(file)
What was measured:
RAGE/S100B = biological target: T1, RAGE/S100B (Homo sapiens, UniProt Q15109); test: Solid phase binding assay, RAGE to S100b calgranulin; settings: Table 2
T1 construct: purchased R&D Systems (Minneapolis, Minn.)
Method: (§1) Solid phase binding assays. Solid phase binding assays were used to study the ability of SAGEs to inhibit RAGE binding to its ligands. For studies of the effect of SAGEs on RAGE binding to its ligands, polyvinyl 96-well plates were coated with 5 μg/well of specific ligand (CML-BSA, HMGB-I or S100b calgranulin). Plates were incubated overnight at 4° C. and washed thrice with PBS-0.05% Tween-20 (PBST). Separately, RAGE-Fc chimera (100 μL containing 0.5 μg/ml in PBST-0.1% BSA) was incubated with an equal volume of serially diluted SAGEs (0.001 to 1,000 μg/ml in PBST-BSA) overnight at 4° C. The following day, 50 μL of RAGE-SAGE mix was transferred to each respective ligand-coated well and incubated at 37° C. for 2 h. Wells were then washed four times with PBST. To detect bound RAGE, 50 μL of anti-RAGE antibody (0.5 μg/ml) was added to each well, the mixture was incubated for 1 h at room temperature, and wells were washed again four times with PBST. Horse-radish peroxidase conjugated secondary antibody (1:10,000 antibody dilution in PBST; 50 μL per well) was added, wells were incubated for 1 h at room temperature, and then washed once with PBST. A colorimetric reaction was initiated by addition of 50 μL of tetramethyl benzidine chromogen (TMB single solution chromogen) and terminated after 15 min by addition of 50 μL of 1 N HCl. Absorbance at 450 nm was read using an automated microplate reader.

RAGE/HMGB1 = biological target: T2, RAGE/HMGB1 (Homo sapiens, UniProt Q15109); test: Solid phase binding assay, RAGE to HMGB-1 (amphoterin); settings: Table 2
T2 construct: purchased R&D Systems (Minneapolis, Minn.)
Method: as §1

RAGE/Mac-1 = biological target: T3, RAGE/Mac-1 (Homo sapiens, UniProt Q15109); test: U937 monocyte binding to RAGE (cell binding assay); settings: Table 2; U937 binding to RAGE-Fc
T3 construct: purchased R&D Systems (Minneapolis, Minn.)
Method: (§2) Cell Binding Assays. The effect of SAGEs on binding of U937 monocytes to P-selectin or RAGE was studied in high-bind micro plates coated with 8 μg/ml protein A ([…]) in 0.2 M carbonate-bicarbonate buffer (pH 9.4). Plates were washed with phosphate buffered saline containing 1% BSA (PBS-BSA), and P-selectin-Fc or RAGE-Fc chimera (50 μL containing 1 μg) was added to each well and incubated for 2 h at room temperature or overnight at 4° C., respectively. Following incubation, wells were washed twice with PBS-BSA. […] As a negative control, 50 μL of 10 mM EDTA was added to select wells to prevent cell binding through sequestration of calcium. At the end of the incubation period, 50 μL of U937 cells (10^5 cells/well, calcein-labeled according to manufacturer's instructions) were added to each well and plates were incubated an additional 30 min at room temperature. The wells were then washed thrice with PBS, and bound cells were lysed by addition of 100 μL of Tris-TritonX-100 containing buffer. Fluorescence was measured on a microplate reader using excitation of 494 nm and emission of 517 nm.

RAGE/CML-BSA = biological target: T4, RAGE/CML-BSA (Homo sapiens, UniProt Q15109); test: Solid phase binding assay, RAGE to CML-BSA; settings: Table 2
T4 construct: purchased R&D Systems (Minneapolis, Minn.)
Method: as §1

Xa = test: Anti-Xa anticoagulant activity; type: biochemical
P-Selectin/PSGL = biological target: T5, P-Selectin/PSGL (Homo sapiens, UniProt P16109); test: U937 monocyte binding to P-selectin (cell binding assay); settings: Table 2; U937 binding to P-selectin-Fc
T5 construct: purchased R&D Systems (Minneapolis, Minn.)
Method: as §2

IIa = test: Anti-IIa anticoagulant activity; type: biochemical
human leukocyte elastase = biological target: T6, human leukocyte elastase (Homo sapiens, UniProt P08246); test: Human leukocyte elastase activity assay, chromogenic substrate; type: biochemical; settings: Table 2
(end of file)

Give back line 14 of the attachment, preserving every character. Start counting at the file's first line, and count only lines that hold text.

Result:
Xa = test: Anti-Xa anticoagulant activity; type: biochemical